Michigan Technological University

Our interactions and activities in the Framework: 

The School of Forest Resources and Environmental Science at Michigan Technological University (Michigan Tech) is a charter member of the Northern Institute of Applied Climate Science (NIACS). We directly support the Climate Change Response Framework through NIACS staff members that work full time on Framework projects. Additionally, many of the School’s faculty and staff contribute their research and expertise to many Framework products.

Our broader climate change activities and perspectives: 

The School of Forest Resources and Environmental Science is committed to developing forest management strategies and approaches for climate change adaptation, enhanced carbon sequestration, and sustainable production of bioenergy and materials. Michigan Tech seeks enhanced communication between land managers, policy-makers, and scientists and promotes applied science on carbon cycling, climate change monitoring, and forest response. Some of our many climate change-related activities include

National Institute for Climate Change Research (NICCR)

The goal of NICCR is to mobilize university researchers in the support of the climatic change research objectives of the U.S. Department of Energy's Office of Biological and Environmental Research. The Midwestern Region is hosted by Michigan Tech.

Michigan Gradient – Long Term Nitrogen Deposition Study

Researchers at Michigan Tech, the University of Michigan, and the University of Idaho are adding nitrate to northern hardwood forests in Michigan to learn how this common forest type responds to chronic N additions. The Michigan Gradient study was established in 1987 and continues today with support from NSF.

Northern Forest Ecosystem Experiment/Aspen FACE

Since 1998, the interacting effects of elevated CO2 and O3 on ecosystem processes in an aggrading northern forest ecosystem have been studied utilizing a free-air carbon dioxide enrichment (FACE) facility in Rhinelander, Wisconsin.

Effects of Climate Variation on the Ecohydrology of a Northern Hardwood Forest

Assistant Professor Molly Cavaleri is leading a study to examine the effects of short-term and long-term variation in climate on water use of trembling aspen and red maple. By exploring patterns of the past, the potential effects of future climate change on these species is better understood.

Fuel Consumption and Carbon Cycling in Northern Peatland Ecosystems

Assistant Professors Mike Falkowski and Evan Kane are leading a project to address the issue of increasing fire potential and severity in northern peatland systems by  understanding how peat moisture content influences the fire regime, ecosystem processes, and CO2 emissions in northern peatlands. This study links laboratory and field-based studies with airborne and satellite remotely sensed data to carefully characterize and monitor peat moisture content and thermal properties of peat fires. The resulting data will ultimately be employed to assess fire vulnerability and estimate CO2 emissions from peatland fires.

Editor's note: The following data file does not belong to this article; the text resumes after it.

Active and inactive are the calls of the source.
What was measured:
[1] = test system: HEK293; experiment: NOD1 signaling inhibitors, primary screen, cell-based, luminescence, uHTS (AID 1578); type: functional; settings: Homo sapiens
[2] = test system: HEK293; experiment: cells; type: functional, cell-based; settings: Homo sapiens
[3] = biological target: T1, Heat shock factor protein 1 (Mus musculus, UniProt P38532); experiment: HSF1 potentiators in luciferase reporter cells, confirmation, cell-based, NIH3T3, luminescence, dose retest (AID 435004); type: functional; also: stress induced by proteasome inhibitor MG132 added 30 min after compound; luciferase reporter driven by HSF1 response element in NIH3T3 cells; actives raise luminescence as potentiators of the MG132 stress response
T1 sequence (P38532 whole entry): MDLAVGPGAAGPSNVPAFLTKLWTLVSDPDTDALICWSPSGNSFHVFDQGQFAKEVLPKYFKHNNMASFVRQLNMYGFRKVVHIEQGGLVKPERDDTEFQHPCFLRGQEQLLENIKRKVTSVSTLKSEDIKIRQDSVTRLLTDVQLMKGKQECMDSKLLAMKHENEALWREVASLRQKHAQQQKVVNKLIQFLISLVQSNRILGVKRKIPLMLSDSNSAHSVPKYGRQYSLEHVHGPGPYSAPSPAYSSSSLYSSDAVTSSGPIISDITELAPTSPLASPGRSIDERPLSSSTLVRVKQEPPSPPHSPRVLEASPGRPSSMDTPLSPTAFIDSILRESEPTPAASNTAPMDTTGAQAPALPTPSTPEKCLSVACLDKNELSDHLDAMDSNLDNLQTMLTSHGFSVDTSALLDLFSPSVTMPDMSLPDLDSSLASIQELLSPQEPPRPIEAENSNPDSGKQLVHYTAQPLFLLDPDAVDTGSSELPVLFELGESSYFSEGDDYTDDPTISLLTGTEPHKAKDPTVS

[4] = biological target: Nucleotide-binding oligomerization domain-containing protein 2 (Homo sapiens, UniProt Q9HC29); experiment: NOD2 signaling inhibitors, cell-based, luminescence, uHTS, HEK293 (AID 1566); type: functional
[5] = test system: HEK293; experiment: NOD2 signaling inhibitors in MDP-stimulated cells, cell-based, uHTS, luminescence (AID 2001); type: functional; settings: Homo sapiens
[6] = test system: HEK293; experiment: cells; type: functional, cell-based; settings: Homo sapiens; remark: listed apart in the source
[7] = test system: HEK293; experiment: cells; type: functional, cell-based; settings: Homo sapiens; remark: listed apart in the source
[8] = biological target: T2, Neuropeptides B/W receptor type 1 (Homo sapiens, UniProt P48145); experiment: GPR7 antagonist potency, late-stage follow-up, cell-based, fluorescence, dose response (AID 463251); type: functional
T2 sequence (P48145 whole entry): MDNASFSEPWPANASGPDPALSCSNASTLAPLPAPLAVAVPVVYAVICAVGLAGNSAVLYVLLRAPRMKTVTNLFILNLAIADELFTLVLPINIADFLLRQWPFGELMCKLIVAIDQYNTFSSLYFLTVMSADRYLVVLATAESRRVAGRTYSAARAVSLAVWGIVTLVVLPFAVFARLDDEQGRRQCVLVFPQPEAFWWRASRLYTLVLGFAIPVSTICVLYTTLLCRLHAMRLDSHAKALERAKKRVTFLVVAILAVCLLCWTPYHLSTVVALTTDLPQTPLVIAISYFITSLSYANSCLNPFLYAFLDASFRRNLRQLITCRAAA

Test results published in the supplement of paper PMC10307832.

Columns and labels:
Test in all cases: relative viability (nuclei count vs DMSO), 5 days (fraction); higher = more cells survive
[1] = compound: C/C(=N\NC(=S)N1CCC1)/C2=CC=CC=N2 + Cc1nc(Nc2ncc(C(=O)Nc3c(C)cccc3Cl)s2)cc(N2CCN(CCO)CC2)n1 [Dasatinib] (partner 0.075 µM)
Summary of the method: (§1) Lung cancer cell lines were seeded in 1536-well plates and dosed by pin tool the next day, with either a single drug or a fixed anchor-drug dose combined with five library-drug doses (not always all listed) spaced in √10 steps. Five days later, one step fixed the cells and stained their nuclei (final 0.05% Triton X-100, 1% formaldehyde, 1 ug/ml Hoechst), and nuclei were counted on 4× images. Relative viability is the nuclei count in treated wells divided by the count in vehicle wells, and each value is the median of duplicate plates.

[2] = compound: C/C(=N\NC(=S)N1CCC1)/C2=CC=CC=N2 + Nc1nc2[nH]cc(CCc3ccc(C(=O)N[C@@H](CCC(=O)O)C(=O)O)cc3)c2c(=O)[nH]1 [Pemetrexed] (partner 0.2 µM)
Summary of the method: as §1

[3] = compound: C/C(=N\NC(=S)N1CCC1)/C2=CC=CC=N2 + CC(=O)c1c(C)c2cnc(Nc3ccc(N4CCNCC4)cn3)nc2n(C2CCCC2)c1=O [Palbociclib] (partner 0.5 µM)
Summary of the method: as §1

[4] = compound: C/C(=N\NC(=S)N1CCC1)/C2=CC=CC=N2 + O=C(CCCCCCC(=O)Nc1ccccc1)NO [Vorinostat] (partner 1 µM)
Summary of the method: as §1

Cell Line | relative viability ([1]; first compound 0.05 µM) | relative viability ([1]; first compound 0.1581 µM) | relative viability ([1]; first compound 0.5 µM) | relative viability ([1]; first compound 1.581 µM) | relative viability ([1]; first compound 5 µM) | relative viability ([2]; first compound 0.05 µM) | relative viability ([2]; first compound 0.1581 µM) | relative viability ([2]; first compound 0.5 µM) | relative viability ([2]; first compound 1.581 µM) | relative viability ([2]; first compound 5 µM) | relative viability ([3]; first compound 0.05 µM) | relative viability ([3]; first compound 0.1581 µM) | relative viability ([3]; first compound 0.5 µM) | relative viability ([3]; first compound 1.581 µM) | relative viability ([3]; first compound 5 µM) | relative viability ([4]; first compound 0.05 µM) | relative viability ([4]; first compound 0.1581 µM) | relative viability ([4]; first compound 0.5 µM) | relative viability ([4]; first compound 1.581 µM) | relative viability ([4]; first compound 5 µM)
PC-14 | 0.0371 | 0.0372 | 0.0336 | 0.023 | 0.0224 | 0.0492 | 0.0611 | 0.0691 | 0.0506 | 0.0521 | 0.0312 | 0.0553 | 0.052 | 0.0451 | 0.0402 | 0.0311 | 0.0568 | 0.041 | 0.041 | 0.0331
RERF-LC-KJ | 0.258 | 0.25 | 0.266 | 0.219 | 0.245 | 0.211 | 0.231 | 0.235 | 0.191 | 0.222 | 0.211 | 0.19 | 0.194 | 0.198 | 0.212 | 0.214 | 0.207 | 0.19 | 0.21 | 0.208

PEATcosm Experiment

Information from the PEATcosm Experiment will help us to predict how carbon stored in peatlands will respond to climate change, improving our ability to protect and manage peatlands, and to respond to climate change with effective adaptation and mitigation strategies.

Acclimation of Roots and Microbes to Soil Warming

The experiment examines the potential impact of adjustments in root system activity on ecosystem productivity and the potential for soil CO2 efflux to be a positive feedback contributing to greater atmospheric CO2 increase and warming.

Forest Loss Indicators

Associate Professor Audrey Mayer, Assistant Professor Mike Falkowski, and Professor Chris Webster are leading a project to identify indicators of forest loss and degradation, either due to human activity or climate change. Remote sensing and landscape metrics are used to measure changes in forest patch size distribution, which has proven to be a useful tool to examine the impact of land use change and habitat protection in the Zagros forests in western Iran.

Sugar Maple Dieback in the Upper Great Lakes Region

This research assesses the extent of the current dieback in maple and the rate of change over recent years.  A network of 120 plots on different ownerships in upper MI, WI, and MN is used to identify the dieback etiologies and relationships with climate, soil fertility, and management practices.  With these understandings, management guidelines will be developed for use in industry and public forests to help prevent, anticipate, reduce, or salvage stands of northern hardwoods with maple dieback in the future.

Sugar Maple Water Use in Response to Warming

Assistant Professor Molly Cavaleri is leading a study to investigate the effects of experimental warming and irrigation on the water use of a sugar maple dominated hardwood forest.  Tree transpiration rates and the depth at which trees access water using stable isotope techniques (2H and 18O) are measured to improve predictions about how sugar maple ecohydrological cycles may change with incipient climate change.